* India's daily infections at record
* Delhi hospitals scramble as oxygen supplies run out
* One of three in Delhi tests positive for COVID-19
(Updates death toll, adds details on new curbs imposed by
Maharashtra state, directive by German consulate)
SATARA, India, April 21 (Reuters) - At least 24 COVID-19
patients in western India died on Wednesday when the oxygen
supply to their ventilators ran out, amid a nationwide shortage
of the gas and a surge in infections.
Maharashtra State Health Minister Rajesh Tope confirmed the
deaths at a hospital in Nashik city and said the hospital's
oxygen supply ran out because a tanker refilling it suffered a
leak. Oxygen was running scarce throughout the country.
"The leakage was spotted at the tank supplying oxygen for
these patients. The interrupted supply could be linked to the
deaths of the patients in the hospital," Tope said.
Hospitals in Delhi, the capital, and elsewhere have warned
that their supplies of medical oxygen given to severely ill
COVID-19 patients are running low.
Max Healthcare, the largest private sector healthcare
provider in Delhi and its suburbs, said some of its hospitals
had barely two hours' supply of oxygen.
Television showed images of people with empty oxygen
cylinders crowding refilling facilities in the most populous
state of Uttar Pradesh, as they scrambled to save stricken
relatives in hospital.
The situation was so severe that some people tried to loot
an oxygen tanker, forcing authorities to beef up security,
according to the health minister of the northern state of
India now faces a coronavirus "storm" overwhelming its
health system, Prime Minister Narendra Modi said in a national
address on Tuesday, adding that authorities were working with
states and private firms to deliver oxygen with speed.
Authorities in Maharashtra, which is already under partial
lockdown, late on Wednesday ordered additional restrictions on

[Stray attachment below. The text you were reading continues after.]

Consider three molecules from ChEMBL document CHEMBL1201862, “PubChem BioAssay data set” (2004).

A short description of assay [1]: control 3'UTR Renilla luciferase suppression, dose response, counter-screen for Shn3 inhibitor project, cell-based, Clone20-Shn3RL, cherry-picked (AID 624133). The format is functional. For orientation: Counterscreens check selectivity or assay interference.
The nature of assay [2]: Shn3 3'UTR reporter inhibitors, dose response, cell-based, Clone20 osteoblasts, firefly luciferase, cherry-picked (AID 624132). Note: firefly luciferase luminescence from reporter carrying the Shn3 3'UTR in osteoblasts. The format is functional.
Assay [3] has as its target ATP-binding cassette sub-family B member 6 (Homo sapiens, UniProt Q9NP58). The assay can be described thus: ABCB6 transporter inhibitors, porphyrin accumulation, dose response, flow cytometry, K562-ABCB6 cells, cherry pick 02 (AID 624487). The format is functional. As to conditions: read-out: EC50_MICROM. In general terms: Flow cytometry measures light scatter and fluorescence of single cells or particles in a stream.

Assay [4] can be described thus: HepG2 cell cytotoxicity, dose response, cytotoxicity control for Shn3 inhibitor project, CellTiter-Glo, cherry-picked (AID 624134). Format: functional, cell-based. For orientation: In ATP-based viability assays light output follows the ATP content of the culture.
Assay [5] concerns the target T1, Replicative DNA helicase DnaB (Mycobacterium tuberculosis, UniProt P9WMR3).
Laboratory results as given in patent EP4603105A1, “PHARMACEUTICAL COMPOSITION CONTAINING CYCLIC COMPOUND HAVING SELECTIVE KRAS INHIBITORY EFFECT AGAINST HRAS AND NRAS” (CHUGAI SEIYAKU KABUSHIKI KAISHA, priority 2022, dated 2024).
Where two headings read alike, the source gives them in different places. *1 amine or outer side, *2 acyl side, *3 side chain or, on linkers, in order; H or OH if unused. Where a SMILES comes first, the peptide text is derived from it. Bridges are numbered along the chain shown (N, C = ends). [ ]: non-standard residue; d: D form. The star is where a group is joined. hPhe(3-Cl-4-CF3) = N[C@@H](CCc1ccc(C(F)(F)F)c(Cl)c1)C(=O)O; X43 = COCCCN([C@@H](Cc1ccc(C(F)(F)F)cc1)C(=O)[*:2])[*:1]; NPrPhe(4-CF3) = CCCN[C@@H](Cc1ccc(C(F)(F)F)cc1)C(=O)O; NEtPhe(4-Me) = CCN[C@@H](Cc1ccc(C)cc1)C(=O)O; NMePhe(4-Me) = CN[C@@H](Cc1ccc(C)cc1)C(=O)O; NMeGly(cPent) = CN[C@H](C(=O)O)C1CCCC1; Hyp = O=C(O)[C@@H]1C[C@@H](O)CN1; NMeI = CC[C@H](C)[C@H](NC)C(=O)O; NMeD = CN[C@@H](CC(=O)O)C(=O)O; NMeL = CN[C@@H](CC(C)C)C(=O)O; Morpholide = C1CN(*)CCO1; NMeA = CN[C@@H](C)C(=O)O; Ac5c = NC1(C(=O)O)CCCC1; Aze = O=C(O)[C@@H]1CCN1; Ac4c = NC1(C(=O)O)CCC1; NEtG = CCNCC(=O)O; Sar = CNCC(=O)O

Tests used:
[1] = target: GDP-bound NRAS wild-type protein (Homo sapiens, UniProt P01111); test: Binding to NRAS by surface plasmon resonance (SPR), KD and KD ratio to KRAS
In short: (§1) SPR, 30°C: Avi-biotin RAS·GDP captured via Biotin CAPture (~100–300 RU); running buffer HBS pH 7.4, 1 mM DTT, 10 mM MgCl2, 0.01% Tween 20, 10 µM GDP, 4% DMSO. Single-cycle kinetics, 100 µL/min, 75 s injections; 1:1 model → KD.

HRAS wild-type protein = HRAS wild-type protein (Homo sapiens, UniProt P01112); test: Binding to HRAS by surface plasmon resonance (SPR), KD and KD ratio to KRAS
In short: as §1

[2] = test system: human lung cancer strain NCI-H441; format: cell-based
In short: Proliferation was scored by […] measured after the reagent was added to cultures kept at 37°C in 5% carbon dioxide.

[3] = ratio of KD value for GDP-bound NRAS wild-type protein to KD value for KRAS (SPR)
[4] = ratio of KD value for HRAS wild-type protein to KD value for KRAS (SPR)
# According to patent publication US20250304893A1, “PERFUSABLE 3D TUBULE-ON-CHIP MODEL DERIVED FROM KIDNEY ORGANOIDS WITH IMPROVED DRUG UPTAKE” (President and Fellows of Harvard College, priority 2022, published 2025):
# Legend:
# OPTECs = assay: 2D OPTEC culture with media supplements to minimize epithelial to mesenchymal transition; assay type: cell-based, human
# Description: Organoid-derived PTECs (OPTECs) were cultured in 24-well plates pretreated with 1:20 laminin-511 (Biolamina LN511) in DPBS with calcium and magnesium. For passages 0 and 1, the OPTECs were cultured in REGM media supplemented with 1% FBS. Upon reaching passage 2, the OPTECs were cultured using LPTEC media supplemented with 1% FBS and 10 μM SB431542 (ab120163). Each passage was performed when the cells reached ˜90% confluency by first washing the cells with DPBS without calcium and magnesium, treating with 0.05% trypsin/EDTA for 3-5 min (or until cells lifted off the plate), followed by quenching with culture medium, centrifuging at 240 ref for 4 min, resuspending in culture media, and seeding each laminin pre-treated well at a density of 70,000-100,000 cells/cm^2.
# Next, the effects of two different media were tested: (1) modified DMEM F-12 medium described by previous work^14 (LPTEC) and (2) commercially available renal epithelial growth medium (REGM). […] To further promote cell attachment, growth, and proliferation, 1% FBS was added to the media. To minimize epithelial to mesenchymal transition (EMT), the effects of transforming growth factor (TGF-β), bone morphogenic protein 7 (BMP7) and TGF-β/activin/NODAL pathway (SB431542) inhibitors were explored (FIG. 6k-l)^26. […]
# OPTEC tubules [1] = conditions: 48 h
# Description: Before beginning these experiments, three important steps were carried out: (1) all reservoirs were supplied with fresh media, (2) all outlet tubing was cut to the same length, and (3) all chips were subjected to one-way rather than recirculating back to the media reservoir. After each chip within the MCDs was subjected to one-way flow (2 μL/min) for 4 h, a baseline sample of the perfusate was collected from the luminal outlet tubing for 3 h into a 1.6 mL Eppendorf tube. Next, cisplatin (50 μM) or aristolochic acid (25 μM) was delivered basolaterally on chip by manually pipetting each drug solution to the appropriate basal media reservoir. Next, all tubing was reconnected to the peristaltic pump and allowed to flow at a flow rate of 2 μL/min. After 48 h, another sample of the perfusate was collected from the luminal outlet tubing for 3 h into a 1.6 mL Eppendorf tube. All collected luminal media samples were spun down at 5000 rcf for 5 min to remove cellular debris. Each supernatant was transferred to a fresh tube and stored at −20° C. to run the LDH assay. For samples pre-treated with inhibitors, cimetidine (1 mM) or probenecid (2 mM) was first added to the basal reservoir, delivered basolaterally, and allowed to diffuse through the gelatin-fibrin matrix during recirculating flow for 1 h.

the movement of people within the city and state until May 1 to
curb the coronavirus' spread.
The order said all offices, except those providing essential
services, must operate with 15% staff. Travel by private
vehicles is permitted only for medical emergencies, and only
medical workers and government employees may ride the normally
popular train system.
India, the world's second-most populous nation reported
295,041 new coronavirus infections on Wednesday - the biggest
daily rise reported in any country - stretching its hospitals to
breaking point, officials said.
Only the United States had a slightly higher one-day rise of
297,430 cases in January, though its tally has since fallen
sharply. India's 2,023 deaths were also its highest in the
Adding to the sense of alarm, the Serum Institute of India,
which manufactures the AstraZeneca COVID-19 vaccine,
said it will not be able to raise its monthly output to 100
million doses from the current 60 million-70 million until July,
compared to its previous forecast of late May.
The delay could slow India's immunisation drive, which the
government has opened for all adults from next month to try to
stem the deadly second wave.
Health experts said India had let its guard down when the
virus seemed to be under control during the winter, allowing big
gatherings such as weddings and festivals.
Modi is himself facing criticism for addressing packed
political rallies for local elections and allowing a religious
festival to go ahead where millions gathered.
India has so far administered nearly 130 million doses of
vaccine, the most in the world after the United States and China
but still small relative to its population of 1.35 billion
Vaccine doses have run short in many states though
inoculations are currently restricted to frontline workers and
those aged above 45.
Germany on Wednesday warned its citizens in India that the
health risk of staying in the country had "considerably"
increased due to shortage of beds in hospitals.
(Global vaccination tracker: https://graphics.reuters.com/world-coronavirus-tracker-and-maps/vaccination-rollout-and-access/)
(Additional reporting by Neha Arora, Aditya Kalra, Devjyot
Ghoshal, Krishna N.Das and Danish Siddiqui in New Delhi, Sachin
Ravikumar in Bengaluru; Editing by Sanjeev Miglani and Cynthia